Treatment of foot rot is usually successful, especially when caught and started early in the disease course. Treatment should always begin with cleaning and examining the foot to establish that lameness is actually due to foot rot and not one of the other conditions discussed. At this point, a topical treatment of your choice should be applied. Some very mild cases will respond to topical therapy only. Most cases require the use of systemic (injectable) antimicrobial therapy. These might include:
1) LA 200®
2) Bio-Mycin 200®
3) Procaine penicillin G®
4) Tylan 200®
5) Sustain III™ (sustained release Sulfamethazine) boluses are over the counter pharmaceuticals that have proven effective as a treatment of foot rot.
6) Naxcel® - require order of a liscensed veterinarian
7) Micotil® - require order of a licensed veterinarian
8) Albon S.R. ® (sustained release Sulfadimethoxine) boluses are antimicrobials restricted to the use by the order of a licensed veterinarian, and have also shown to be effective in the treatment of foot rot.
If at all possible, affected animals should be kept in dry areas until healed. If improvement is not evident within three to four days, it may mean the infection has invaded the deeper tissues. Infections that do not respond to initial treatments need to be re-evaluated by your veterinarian soon rather than later. He or she will want to determine if re-cleaning, removing all infected tissue, application of a topical antimicrobial, and bandaging are appropriate, along with an antimicrobial change. In the more severe cases, management of the animal will be between salvaging for slaughter (following drug withdrawal times), claw amputation, or in valuable animals, claw-salvaging surgical procedures. Your veterinarian will be able to provide you with information you may need in making this decision.
Prevention – The Best Defense is a Good Offense
Preventive measures are centered on the prevention of mechanical damage to the foot as caused by frozen or dried mud, brush-hogged weeds or brush, stubble, and minimizing the time cattle must spend standing in wet areas. Other preventive measures presently used include the use of footbaths (most often used in confinement beef or dairy operations, 10 percent Zinc Sulfate – 16 lbs per 20 gallons of water or 10 percent Copper Sulfate – 16 lbs. per 20 gallons of water). Footbaths are not commonly very practical in range cattle situations and are normally used primarily in dairies. Other preventative measures include feeding low levels of chlortetracycline, addition of organic and inorganic zinc and organic iodine to the feed or mineral mixes, and vaccination.
Low level feeding of chlortetracycline (CTC) is labeled through the Food and Drug Administration for beef cattle, for the reduction of liver abscesses at 70 mg per head per day. F. necrophorum is the major infective agent in liver abscesses and foot rot in cattle. CTC is labeled at 350 mg per head per day (at least 0.5 mg per lb. per day) in beef cattle under 700 lbs., and 0.5 mg per lb. per day in cattle over 700 lbs., for the prevention of anaplasmosis. Consequently, many mineral mixes and commercial supplements are formulated to provide 350 mg per head per day, to control those diseases listed on the CTC label. Since foot rot is caused by the same organism as liver abscesses, some control of foot rot should occur at the 350 mg per head per day level. Due to the difficulty in conducting studies for a disease with low incidence, large controlled comparative studies evaluating the effectiveness of continually feeding CTC to grazing stocker cattle have not been reported. Most research trials indicate that average daily gain is increased in grazing cattle by .1 to .3 lbs. when CTC is included in a free choice mineral mix in grazing cattle. All this goes to say that while CTC is commonly used as a preventative for foot rot, there is no scientific documentation that this treatment does, in fact, work.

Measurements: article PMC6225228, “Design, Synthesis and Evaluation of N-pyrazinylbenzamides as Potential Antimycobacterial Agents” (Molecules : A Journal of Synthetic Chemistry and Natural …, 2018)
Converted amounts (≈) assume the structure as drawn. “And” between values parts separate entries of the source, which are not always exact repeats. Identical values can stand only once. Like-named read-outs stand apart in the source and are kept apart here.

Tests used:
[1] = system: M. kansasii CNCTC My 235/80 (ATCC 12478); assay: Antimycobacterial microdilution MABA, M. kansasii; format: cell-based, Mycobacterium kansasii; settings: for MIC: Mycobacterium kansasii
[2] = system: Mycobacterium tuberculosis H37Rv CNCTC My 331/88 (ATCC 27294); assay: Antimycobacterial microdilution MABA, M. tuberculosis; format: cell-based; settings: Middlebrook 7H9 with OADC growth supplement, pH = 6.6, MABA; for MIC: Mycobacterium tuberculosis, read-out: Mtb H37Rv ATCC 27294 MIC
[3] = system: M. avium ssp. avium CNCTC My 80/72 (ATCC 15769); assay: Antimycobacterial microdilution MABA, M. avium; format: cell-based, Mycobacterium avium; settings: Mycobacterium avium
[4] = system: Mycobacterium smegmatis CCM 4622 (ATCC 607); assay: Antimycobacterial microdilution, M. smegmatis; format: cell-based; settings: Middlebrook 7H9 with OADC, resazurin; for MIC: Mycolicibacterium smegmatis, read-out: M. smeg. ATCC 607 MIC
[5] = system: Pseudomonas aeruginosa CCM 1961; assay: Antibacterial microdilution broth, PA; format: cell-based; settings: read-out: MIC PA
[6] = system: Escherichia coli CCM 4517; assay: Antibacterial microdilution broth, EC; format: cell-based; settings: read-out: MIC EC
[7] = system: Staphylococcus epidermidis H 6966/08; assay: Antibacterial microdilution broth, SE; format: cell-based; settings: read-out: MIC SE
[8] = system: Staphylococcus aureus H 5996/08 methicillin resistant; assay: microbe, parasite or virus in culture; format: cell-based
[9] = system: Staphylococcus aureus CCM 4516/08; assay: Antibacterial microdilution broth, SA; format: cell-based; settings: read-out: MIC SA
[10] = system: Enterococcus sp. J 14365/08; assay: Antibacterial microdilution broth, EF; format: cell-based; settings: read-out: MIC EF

When cattle are moderately to severely deficient in dietary zinc, supplemental zinc may reduce the incidence of foot rot. Improvements have been seen in foot health even when zinc is not deficient in the diet when organic sources are included and overall zinc concentrations in supplements are increased. Zinc is important in maintaining skin and hoof integrity; therefore, adequate dietary zinc should be provided to help minimize foot rot and other types of lameness. In a three-year study, zinc methionine added to a free-choice mineral supplement reduced the incidence of foot rot and improved daily weight gain in steers grazing early summer pasture (Table 1).
Additionally, feeding of organic sources of iodine have been shown to also be effective in this type of a system. Iodine from EDDI (ethylene diamine dihydriodide) is believed effective in preventing foot rot although it should not be routinely fed at elevated levels year-round.
A commercial vaccine approved for use in cattle as a control for foot rot is available. Reported results by producers and veterinarians have been mixed from their use of this product, and controlled studies have not been reported. Your veterinarian, by knowing your specific geographic area, will be able to assist you in initiating preventive measures for foot rot.
Foot rot is one of many conditions of the foot that cause lameness in cattle. For treatment to be effective it must be started early in the course of the disease. It is necessary to have a break in skin integrity for foot rot to occur. The most important preventive measures are centered on the protection of interdigital skin health. All this said, however, solid preventative measures can dramatically reduce the expense of a foot rot outbreak and in general may be the most cost-effective method available to the cattleman.
Dr. Steve Blezinger is nutritional and management consultant with an office in Sulphur Springs, Texas. He can be reached at 667 CR 4711 Sulphur Springs, TX 75482, by phone at (903) 885-7992 or by e-mail at email@example.com.